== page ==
Stories From The Great War

The Great War Was The Last War That Letters And Stories Were Published Free Of The Military Sensor. This Blog Will Contain Interesting Stories Taken From Newspapers, Periodicals And Letters From 1914-1918..The War Years.

Sunday, September 12, 2010

THE ZEPPELIN CAPTAIN LT. COMMANDER MATHAY'S STORY


The Famous Zepplin Captain. Lt. Commander Henrich Mathy

This is a fasinating story told to the New York World MAgazine By Captain Mathy


THE ZEPPELIN CAPTAINS STORY
NEW YORK WORLD MAGAZINE OCTOBER 1915

THE following narrative has been published in the New
York World, and is the version given by Commander
Mathy, who was in charge of the airship which recently
visited London and scattered promiscuous murder
around amongst women, children and non-combatants, to
Mr. Karl von Wiegand, the World's correspondent in
Germany. We reprint the story, as a picturesque account
of what the narrator thinks (or the contrary) occurred.
As a journalistic effort it has considerable merit. As a
recital of facts anything more ludicrous can hardly be
imagined. We are prepared to accept the details of
what happened in the Zeppelin. If they are not facts, at
least they are painted with the brush of a consummate
artist; but if they are as accurate as the rest of the story,
well after reading the note of the Home Office
which prefaces Commander Mathy's little effort, let the
Zeppelin pilot speak for himself and be judged by facts
as we know them.
THE following is passed by the Home Office /or publication, with the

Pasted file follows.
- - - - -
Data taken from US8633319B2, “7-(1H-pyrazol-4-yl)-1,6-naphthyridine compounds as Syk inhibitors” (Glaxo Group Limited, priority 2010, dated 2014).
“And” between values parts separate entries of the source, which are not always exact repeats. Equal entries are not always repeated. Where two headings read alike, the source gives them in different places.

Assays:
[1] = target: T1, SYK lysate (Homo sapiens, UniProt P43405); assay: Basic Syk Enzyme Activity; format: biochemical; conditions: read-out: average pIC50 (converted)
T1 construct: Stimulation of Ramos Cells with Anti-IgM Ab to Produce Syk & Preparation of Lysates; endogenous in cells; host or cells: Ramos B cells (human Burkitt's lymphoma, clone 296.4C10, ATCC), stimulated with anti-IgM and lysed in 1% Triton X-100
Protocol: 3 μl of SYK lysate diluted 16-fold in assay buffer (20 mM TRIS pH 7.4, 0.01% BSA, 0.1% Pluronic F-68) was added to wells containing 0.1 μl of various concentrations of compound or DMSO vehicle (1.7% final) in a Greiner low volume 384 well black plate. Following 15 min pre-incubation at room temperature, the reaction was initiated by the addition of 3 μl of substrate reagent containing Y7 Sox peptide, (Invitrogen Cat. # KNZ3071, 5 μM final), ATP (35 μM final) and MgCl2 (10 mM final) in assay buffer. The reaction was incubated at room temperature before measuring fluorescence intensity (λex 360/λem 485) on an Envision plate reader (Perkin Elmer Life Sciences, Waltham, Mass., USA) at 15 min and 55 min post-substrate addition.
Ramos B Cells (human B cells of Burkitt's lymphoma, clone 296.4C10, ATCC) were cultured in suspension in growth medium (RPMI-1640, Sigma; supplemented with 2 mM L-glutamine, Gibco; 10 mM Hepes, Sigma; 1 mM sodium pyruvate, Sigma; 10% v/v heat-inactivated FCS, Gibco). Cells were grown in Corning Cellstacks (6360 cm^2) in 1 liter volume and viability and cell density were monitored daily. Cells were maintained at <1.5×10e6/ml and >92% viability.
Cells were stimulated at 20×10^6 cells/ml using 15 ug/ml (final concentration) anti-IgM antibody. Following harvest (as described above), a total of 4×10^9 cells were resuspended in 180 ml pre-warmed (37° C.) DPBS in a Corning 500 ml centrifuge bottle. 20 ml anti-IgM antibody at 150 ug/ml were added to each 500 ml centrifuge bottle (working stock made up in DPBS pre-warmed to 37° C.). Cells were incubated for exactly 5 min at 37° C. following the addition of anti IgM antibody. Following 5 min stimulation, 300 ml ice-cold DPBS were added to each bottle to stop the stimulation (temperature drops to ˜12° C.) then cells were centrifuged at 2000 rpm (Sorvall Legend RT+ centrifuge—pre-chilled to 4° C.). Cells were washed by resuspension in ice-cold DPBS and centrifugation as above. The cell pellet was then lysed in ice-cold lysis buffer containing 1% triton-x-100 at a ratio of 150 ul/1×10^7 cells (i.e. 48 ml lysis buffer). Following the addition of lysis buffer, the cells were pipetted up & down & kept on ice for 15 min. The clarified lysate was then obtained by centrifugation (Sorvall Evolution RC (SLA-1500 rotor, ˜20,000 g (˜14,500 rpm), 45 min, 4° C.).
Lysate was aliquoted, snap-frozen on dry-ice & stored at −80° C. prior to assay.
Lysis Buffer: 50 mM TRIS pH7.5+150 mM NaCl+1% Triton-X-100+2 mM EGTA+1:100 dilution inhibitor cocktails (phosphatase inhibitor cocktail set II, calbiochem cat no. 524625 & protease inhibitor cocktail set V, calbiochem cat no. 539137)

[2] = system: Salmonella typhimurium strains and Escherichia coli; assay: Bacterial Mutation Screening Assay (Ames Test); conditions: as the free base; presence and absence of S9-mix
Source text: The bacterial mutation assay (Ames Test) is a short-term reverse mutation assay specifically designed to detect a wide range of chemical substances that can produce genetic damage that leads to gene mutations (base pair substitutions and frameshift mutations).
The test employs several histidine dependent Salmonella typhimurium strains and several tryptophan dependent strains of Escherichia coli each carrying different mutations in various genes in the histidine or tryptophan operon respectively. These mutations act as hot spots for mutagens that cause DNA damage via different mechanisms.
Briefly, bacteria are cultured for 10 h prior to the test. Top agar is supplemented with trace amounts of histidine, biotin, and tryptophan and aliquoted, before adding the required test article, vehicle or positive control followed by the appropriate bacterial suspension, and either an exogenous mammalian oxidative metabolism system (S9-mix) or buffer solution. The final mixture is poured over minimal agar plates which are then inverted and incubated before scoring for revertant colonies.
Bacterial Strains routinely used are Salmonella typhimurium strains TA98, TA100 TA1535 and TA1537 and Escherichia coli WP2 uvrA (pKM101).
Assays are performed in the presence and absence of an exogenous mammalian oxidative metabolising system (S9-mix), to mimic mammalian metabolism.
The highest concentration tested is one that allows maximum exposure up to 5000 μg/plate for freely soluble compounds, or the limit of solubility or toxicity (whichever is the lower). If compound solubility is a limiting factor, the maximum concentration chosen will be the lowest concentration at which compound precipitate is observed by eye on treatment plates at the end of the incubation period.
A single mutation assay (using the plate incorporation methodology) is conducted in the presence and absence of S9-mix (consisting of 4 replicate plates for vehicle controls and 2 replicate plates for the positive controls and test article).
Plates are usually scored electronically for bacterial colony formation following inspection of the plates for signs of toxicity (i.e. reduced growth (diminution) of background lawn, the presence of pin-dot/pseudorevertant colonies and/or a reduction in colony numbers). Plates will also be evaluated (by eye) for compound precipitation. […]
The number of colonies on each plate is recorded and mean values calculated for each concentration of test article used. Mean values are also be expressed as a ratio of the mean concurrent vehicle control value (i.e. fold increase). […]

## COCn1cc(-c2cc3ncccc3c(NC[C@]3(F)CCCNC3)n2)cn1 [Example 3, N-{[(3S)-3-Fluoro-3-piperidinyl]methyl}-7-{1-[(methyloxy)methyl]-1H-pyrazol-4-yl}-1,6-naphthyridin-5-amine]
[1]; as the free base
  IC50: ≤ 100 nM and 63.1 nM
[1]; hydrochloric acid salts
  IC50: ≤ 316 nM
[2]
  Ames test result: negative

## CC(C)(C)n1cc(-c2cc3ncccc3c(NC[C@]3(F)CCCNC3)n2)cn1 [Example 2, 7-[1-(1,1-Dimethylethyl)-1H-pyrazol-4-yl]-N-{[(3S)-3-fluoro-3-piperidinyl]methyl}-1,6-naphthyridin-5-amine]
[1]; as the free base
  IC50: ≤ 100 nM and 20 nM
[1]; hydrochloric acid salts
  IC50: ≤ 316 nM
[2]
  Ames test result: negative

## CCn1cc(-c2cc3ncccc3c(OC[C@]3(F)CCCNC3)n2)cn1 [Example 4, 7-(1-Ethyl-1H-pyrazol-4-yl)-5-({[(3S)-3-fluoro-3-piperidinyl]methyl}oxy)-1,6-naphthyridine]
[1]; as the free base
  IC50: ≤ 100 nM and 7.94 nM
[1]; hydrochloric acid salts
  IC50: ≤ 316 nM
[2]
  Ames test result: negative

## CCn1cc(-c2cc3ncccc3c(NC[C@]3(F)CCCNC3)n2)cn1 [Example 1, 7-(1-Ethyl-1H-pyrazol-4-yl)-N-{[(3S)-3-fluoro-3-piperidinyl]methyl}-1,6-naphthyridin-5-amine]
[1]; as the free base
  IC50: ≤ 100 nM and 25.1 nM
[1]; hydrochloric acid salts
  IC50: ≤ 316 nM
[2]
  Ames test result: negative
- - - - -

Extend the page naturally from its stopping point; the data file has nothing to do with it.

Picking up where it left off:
comment that it contains numerous statements which are quite
untrue, and one (to the effect that an anti-aircraft gun has been
placed under cover of St. Paul’s) which can only he characterized as
a falsehood apparently invented to excuse what German aircraft are
attempting to do.
London is a vast military centre and military-defended city in
every sense of the laws of war, written or unwritten, as applicable
to aerial warfare. Therefore property, from point of aerial attack,
so far concerns everything usable for military purposes, such as big
railway stations, banks, docks, shipyards, and industrial establishments.
If anyone believes London, is- not ' defended,' and pretty
well defended at that, he should have stood by my side in the front
gondola of my Zeppelin in my last attack on London a few nights
ago, and seen the red, angry flashes of scores of cannon belching
shrapnel at my craft."
So spoke Lieut.-Commander Mathy, of the Zeppelin aerial
cruiser squadron of the German Navy.
The day of battles in the air and attacks from the air, of which
romance writers have long dreamed prophetic, though, perhaps,
somewhat fantastic dreams, has come to stay. Only the future can
tell how much of the futuristic, impressionistic visions in the air
pictured by fictionists in their romances on the subject may come
true. Years ago anyone who would have believed Jutes Verne's
dreams would become more or less a reality would have been regarded
as being not entirely normal. Two years' training and service
in the big Zeppelin cruisers of Germany's airship fleet attached to
our Navy convinces me we are only at the dawn of day of war in
the air and from the air, and only at the beginning of a great era of
development of aerial crafts which will have great bearing on future
wars."
To-day I was so fortunate as to have an opportunity to talk with